Disclosure form debate divides agents

by Olivia D'Orazio18 Nov 2014
Of course your selling clients need to disclose any issues with their property, but whether or not they should complete a seller disclosure form is a whole other matter, increasingly dividing agents on the form’s supposed benefits.

“It just clarifies things,” says Bob Wamsley, a sales rep with Realty Executives in Saskatoon and a proponent of the form. “There are little [issues with the property] that show up; the sellers are quite forward about filling one out. I’ve never had a problem.”

In Saskatoon, the forms are more common, especially as agents are required to at least present them to clients. However, in Ontario, the forms are significantly less common, having drawn quite the controversy a few years ago, mainly surrounding liability. Agents said the form should absolve them of any indiscretions, while buyers argued otherwise. OREA, which publishes the form, released a second “warning” form that made the already confusing form even denser than before.

“We do ask [selling clients] but we don’t really make them sign it,” says Catherina Ras-Basista, a sales rep with Royal LePage in Mississauga, Ont., adding her clients always disclose any issues with the property, regardless of whether or not they use the form to do so. “It’s up to the seller, so if they feel comfortable signing the contract, but it’s not my position to make sure they sign it.”

Lionel Wong, an agent in Saskatoon, though, says he prefers his clients fill out the disclosure form.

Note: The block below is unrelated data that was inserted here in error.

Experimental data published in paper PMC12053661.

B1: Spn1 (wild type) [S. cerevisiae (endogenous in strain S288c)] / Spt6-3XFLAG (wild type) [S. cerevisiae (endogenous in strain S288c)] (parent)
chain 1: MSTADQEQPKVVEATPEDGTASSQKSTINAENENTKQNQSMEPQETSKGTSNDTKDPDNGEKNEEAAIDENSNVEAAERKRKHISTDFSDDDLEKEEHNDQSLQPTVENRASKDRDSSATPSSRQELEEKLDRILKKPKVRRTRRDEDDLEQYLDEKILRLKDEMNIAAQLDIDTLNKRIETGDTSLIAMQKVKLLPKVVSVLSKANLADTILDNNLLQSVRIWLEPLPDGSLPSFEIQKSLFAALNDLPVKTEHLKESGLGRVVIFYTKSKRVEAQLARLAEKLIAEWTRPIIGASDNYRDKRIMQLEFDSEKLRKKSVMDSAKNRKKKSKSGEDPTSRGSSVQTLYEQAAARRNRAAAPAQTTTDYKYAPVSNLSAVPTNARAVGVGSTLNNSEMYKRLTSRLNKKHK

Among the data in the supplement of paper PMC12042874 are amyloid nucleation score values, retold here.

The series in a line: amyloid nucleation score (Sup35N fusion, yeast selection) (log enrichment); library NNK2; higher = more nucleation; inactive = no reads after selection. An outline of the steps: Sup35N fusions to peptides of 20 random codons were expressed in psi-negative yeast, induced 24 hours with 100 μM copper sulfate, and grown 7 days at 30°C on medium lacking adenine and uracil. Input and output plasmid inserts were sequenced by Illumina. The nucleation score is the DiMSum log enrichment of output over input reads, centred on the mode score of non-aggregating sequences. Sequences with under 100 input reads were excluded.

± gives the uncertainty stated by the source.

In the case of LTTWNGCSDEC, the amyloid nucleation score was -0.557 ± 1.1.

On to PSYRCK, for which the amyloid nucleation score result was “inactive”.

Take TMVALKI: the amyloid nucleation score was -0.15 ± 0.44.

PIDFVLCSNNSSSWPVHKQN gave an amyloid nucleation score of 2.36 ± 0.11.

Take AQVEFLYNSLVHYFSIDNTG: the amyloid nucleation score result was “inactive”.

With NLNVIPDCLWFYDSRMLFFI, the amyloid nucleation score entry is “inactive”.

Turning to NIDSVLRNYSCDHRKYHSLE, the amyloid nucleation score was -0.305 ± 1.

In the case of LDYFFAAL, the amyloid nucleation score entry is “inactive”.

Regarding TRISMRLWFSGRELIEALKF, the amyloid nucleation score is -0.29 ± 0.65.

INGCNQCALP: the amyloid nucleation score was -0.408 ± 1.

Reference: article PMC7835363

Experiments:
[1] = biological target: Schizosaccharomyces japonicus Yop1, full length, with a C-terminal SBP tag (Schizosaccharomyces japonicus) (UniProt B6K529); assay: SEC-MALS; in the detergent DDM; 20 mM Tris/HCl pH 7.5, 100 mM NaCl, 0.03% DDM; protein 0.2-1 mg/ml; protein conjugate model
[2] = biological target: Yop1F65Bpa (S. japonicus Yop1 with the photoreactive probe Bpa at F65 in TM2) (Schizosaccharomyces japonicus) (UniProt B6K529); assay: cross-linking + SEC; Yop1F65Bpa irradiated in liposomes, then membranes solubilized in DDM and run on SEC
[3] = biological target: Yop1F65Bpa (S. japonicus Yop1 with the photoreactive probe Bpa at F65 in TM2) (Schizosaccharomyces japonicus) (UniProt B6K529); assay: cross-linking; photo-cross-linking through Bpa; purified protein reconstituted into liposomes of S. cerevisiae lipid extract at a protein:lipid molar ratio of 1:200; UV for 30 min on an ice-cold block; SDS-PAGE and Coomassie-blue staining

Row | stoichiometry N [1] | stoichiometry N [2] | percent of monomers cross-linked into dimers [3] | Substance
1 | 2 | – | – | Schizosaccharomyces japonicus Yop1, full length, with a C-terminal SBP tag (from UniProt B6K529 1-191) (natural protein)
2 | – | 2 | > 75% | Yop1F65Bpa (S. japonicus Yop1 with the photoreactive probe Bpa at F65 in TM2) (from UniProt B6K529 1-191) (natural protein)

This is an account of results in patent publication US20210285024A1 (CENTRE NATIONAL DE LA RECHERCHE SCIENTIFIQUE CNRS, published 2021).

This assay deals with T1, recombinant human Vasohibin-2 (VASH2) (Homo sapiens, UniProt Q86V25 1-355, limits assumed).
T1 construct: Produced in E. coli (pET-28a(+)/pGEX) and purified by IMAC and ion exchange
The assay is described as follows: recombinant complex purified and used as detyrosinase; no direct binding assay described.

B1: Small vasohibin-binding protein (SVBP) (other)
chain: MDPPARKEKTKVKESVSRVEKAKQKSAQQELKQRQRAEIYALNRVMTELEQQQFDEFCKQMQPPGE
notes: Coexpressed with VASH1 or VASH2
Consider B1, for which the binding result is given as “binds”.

“It’s good to protect themselves if there are any deficiencies in the house,” he says. “If the seller has any information to disclose to the buyer, they can put it on there – a leak in the basement or if the air conditioner isn’t working. It’s pretty common.”

Even if there are discrepancies with the information on the form, Wamsley says the truth always comes out, especially since buyers will almost always get a home inspection.

“We try to give [the buyer] enough information so that they feel comfortable buying,” he says. “Then the inspector can see if it’s an ongoing issue. He can check it out and the buyer can feel comfortable with their decision.”

But, because so many buyers opt for a home inspection – either before submitting an offer or as a condition of purchase – Ras-Basista says even buyers don’t ask for the seller property information statement, as the disclosure form is called in Ontario.

“I’ve sold a lot of listings recently, and not one buyer asked for it,” she says. “There are standard things that have to be disclosed, and [buyers] get an inspector anyway, so they check themselves.”



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